The Théâtre du Gymnase Marie Bell is one of the many theaters on the grands boulevards in Paris — and no doubt one of the oldest, having been built in the early 19th century and inaugurated in 1820. From the outside it doesn’t show its age, particularly, but inside it gives a spooky feeling of faded elegance, as though the elaborately decorated balconies with their carved figures, bare light bulbs and threadbare upholstery hadn’t been renovated or even dusted for the past two centuries. The electric lighting was a later addition, of course, but the theater had gas lighting as early as 1823.
The name Gymnase has always struck me as being rather mysterious. It resembles the English word gymnasium, meaning an indoor sports hall, or the German word Gymnasium (with different G and a sounds), meaning a kind of secondary school like a French lycée, but neither of these would seem to have any obvious connection to a theater.
It turns out, however, that there really was a school connection, because the theater was originally intended for the training of students from the nearby National Drama Academy (Conservatoire), which is how it got its name.
As for Marie Bell, she was a famous actress, a tragédienne, who served as the director of the theater from 1962 until her death in 1985. After her death, her name was added to the name of the theater, following the example of the Athénée, which adopted the name Athénée Théâtre Louis-Jouvet after the death of its long-time director in 1951.
The show I saw in the Théâtre du Gymnase Marie Bell was a sort of revue featuring highlights from three of the nearly one hundred operettas (known at the time as Offenbachiades) by the composer and entrepreneur Jacques Offenbach (1819-1880).
Since it was August, when most Parisians are out of town, there were only about eighty of us in the audience. We all would have easily fit into the smaller Théâtre du Petit-Gymnase down in the basement, but the stage down there would have been too small for the six singers, four dancers and five musicians who were in the show. So it was held in the main auditorium, with only a tenth of the 800 seats filled and the four upper balconies closed off.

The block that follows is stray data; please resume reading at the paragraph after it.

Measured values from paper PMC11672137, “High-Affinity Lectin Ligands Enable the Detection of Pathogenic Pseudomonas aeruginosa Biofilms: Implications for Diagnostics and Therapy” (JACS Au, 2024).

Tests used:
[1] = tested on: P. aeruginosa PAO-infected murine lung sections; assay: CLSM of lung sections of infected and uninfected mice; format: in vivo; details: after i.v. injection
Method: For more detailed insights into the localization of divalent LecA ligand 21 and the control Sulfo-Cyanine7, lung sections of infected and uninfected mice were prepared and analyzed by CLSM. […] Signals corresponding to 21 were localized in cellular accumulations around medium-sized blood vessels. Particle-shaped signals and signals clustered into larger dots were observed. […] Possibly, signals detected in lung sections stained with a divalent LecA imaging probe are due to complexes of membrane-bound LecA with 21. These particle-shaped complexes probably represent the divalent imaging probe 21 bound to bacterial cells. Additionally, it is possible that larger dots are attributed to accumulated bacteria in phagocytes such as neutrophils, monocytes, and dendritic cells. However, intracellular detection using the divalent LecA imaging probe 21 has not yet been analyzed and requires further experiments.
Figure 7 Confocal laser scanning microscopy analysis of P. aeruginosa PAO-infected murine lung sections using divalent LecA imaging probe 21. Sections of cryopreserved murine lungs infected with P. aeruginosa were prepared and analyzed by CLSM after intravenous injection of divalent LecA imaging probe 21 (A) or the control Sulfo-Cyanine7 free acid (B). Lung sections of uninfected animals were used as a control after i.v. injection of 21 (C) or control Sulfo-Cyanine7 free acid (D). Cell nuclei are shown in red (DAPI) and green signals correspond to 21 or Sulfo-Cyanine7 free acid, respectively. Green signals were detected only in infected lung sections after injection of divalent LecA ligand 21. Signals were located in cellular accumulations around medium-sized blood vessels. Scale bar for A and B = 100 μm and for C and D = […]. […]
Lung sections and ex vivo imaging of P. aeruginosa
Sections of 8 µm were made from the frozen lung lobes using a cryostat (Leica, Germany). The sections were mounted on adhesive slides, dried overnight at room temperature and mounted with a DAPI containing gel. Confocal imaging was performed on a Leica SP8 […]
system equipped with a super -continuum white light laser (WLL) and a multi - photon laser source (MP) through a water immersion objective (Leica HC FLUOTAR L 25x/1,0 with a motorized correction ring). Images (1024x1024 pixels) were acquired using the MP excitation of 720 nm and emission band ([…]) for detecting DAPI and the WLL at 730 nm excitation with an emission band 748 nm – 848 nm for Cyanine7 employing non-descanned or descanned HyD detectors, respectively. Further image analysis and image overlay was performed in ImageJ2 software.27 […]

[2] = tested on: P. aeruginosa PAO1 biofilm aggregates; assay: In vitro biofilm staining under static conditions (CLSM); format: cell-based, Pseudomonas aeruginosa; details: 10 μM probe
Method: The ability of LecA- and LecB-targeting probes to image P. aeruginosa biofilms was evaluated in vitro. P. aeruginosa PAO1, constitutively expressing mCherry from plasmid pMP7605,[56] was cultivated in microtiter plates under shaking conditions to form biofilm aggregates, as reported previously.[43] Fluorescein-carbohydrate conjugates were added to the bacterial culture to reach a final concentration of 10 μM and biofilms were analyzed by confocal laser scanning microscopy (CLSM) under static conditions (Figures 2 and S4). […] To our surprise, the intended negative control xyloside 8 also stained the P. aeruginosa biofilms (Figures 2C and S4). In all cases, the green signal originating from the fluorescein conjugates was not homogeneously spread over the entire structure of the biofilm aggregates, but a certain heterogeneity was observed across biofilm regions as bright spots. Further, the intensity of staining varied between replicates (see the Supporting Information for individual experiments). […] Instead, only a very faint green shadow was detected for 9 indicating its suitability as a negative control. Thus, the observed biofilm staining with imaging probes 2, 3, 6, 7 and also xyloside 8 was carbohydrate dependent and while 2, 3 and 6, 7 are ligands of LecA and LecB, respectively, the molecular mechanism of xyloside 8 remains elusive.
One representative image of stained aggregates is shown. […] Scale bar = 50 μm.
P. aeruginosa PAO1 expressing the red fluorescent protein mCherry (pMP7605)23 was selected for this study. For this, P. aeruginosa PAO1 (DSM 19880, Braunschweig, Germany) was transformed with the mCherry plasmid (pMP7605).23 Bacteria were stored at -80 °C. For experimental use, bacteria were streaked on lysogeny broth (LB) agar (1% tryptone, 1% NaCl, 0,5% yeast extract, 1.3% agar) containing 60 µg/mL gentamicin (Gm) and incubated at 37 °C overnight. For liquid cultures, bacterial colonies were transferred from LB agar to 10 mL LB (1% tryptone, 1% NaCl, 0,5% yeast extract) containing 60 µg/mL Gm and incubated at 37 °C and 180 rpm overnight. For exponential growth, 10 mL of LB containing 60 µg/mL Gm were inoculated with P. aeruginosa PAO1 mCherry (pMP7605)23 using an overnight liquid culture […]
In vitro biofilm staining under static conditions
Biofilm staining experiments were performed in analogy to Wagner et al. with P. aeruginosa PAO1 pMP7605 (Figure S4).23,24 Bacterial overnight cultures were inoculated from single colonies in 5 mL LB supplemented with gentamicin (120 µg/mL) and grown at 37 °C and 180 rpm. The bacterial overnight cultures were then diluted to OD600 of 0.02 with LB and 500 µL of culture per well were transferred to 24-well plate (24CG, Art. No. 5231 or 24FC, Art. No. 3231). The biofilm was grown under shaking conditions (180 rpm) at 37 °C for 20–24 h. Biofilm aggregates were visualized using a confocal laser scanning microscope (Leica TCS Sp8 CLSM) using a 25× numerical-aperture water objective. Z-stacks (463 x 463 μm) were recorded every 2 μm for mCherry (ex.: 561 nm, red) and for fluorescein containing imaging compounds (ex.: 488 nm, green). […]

The songs were strung together by a series of spoken sketches which were no doubt intended to be hilariously funny. One of the singers was dressed up like Jacques Offenbach, complete with his monocle that he held up to one eye, and the story line was that he was being interviewed on a well-known French television show, where he revealed that everything in his operettas had actually happened to him in real life.
If this doesn’t sound like a promising story line, don’t worry, it wasn’t. I kept thinking of Molly’s recurring line in the 1940s radio series Fibber Magee and Molly: “’Tain’t funny, Magee.”
When I go to French comedies I can always tell when something is really funny, because I can understand nearly everything — up to but not including the punch line. This is because to get a laugh they try to say something unexpected, which is fine except that it deprives us poor foreigners of the usual clues that we rely on to figure out what is going on. But in this particular show there weren’t so many laughs, so I didn’t feel as left out as I usually do.
Of the six singers, at least three or four were veterans, with singing careers that had begun decades earlier, in the 1980s or 90s. As an older person myself, I was really rooting for these singers, since I’m always glad to see people of my age group staying active.
Unfortunately, a professional singing career is not something that can be prolonged indefinitely. Even excellent singers who have taken good care of their voices eventually reach a point where it’s time to stop singing and start doing something else, like teaching or stage-directing or writing their memoirs or whatever. There are lots of great things for us older folks to do, but prancing around the stage trying to sing Offenbach’s greatest hits is not one of them.
The four dancers, on the other hand, were young women who could have been the daughters or grand-daughters of the singers. I found the dancers annoying at first, because they had to say and do ridiculous things in the sketches between the songs. One of them had to burst into tears at the slightest provocation, which was supposed to be some sort of running gag but fell flat like most of the other gags.
Fortunately, there were four sequences in the show where the dancers were allowed to shut up and dance, and this they did very well, in four different dance styles, from classical ballet in the first sequence to a lengthy can-can performance at the end. For me, the dancers were the ones who saved the show.
Since the program booklet did not include a song list, I amused myself during the show by trying to identify the songs and remember which Offenbachiade they came from. The first one was easy, because it was Il nous faut de l’amour (We need love), one of my favorite songs from La belle Hélène. (Here’s how Gaëlle Arquez sang it at the Châtelet in 2015.) The next song was one I recognized from La Péricole, and soon another one came up from La belle Hélène, namely Dis-moi Vénus.
(Tell me Venus, what pleasure do you take in causing the downfall of virtue like this?)
If only the songs had been sung a bit better, they would have been fine.
Location, aerial view and photos of the Théâtre du Gymnase Marie Bell on monumentum.fr.
My photos and text in this post are from 2019.